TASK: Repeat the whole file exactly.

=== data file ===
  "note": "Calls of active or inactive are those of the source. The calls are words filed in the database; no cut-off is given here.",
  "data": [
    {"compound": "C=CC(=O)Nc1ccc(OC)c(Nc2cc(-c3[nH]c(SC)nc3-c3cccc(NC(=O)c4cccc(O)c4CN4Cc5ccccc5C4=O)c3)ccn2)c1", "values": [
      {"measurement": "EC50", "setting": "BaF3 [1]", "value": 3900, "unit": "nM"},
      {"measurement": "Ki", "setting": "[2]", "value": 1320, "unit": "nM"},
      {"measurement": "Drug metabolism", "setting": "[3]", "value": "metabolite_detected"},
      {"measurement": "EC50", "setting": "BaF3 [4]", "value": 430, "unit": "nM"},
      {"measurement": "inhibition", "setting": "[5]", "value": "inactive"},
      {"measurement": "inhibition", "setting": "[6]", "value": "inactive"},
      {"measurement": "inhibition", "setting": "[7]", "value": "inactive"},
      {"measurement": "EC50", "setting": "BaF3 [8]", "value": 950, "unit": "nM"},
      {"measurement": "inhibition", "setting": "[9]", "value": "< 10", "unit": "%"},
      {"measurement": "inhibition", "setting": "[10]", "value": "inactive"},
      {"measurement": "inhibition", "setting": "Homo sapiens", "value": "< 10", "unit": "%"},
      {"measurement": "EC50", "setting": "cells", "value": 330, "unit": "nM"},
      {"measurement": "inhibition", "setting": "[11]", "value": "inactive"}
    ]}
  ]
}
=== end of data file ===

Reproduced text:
  "note": "Calls of active or inactive are those of the source. The calls are words filed in the database; no cut-off is given here.",
  "data": [
    {"compound": "C=CC(=O)Nc1ccc(OC)c(Nc2cc(-c3[nH]c(SC)nc3-c3cccc(NC(=O)c4cccc(O)c4CN4Cc5ccccc5C4=O)c3)ccn2)c1", "values": [
      {"measurement": "EC50", "setting": "BaF3 [1]", "value": 3900, "unit": "nM"},
      {"measurement": "Ki", "setting": "[2]", "value": 1320, "unit": "nM"},
      {"measurement": "Drug metabolism", "setting": "[3]", "value": "metabolite_detected"},
      {"measurement": "EC50", "setting": "BaF3 [4]", "value": 430, "unit": "nM"},
      {"measurement": "inhibition", "setting": "[5]", "value": "inactive"},
      {"measurement": "inhibition", "setting": "[6]", "value": "inactive"},
      {"measurement": "inhibition", "setting": "[7]", "value": "inactive"},
      {"measurement": "EC50", "setting": "BaF3 [8]", "value": 950, "unit": "nM"},
      {"measurement": "inhibition", "setting": "[9]", "value": "< 10", "unit": "%"},
      {"measurement": "inhibition", "setting": "[10]", "value": "inactive"},
      {"measurement": "inhibition", "setting": "Homo sapiens", "value": "< 10", "unit": "%"},
      {"measurement": "EC50", "setting": "cells", "value": 330, "unit": "nM"},
      {"measurement": "inhibition", "setting": "[11]", "value": "inactive"}
    ]}
  ]
}